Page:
The UK’s biggest broadband, mobile phone and pay-TV companies have agreed a number of new pricing measures to help their customers through the cost of living crisis.
After a summit with the UK government’s Department for Digital, Culture, Media and Sport on Monday 27th June, the providers outlined a plan to make it a lot easier for customers to switch to a lower-cost tariff.
The plan comes after a record-breaking season of price hikes in telecoms services, driven by the significant increase in both the CPI and RPI rates of inflation at the beginning of 2022.
Some customers saw unprecedented broadband and mobile bill hikes of up to 12%, which tied in with soaring energy prices and a cost of living squeeze, has left many people with no choice but to search for a cheaper tariff.
Usually, telecoms brands charge their customers an ‘early termination’ fee for cancelling a fixed term contract mid-way through. But in light of soaring prices, the decision has been made to waive this cost, provided the customer is doing so to reduce the amount they are paying per month.
Among other commitments to promote the availability of lower-cost options, the latest plan would mainly be delivered in three ways:
Providers will allow customers to switch to a cheaper tariff without paying an exit fee for their existing contract.
Providers should offer ‘manageable payment plans’ to customers who are struggling to pay their bill every month.
Providers must make available and further promote affordable social tariffs for customers receiving Universal Credit.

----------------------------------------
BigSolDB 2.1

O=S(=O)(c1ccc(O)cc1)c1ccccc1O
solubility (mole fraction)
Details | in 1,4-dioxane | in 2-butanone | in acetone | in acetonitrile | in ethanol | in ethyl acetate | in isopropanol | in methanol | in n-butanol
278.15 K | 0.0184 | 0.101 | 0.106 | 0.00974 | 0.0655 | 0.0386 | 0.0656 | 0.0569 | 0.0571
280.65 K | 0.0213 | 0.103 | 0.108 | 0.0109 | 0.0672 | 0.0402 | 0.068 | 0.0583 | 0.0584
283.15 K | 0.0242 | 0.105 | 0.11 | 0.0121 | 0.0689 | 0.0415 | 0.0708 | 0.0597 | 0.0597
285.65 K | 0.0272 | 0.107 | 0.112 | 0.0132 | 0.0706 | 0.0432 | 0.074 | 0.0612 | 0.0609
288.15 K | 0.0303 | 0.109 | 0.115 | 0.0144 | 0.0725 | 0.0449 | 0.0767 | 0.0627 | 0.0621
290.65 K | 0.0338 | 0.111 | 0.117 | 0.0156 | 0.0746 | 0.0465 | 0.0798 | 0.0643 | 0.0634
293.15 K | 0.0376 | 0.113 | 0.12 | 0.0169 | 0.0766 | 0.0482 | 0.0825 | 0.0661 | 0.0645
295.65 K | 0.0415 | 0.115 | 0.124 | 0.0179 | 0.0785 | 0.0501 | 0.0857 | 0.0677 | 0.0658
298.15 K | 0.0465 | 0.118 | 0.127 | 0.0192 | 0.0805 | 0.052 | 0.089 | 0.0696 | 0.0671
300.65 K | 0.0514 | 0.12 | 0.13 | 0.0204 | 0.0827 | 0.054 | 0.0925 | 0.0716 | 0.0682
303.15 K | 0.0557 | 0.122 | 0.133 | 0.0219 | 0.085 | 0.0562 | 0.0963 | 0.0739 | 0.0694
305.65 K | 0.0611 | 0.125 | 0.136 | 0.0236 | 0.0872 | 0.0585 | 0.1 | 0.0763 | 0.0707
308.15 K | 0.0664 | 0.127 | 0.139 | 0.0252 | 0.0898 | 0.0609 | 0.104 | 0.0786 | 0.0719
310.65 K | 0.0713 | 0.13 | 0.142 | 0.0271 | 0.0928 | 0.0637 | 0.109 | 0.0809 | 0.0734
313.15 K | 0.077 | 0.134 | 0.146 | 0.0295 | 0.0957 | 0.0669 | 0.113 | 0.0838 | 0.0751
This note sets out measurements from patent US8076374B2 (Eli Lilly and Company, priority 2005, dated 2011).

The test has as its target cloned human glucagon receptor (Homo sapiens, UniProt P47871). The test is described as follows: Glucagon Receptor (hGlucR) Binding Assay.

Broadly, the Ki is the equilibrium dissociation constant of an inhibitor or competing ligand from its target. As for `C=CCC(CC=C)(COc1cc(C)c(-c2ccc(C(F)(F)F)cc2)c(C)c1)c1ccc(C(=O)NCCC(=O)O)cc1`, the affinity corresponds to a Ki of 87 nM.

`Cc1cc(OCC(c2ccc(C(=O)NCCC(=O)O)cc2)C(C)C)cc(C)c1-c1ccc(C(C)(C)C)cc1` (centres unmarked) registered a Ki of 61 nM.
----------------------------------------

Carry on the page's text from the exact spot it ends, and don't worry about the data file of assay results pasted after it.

These changes to providers’ policy, along with their additional commitments to further investigate how they can support struggling and vulnerable customers, will be applied with immediate effect.
Justina Miltienyte, Head of Policy at Uswitch.com, comments: “Communication services are essential to daily life, so this coordinated response from providers and the Government shows the telecoms industry is taking proactive action to safeguard customers who may find themselves struggling.
“Allowing mobile and broadband customers who are unable to afford their bills to move onto a cheaper tariff - without paying an exit fee - is a supportive and sensible measure.
“In addition, offering manageable payment plans will be helpful for some but it’s also important for providers to let consumers know they can easily reach out for help.
“Increasing awareness of social tariffs is long overdue, as two thirds of those eligible for the deals were unaware it was an option for them. The news that more providers could be set to introduce these tariffs to the financially vulnerable is welcome.
“While not everyone will be eligible for a social broadband or mobile tariff, the good news is that deals for new customers remain competitively priced - so if you’re out of contract it’s a good time to shop around”.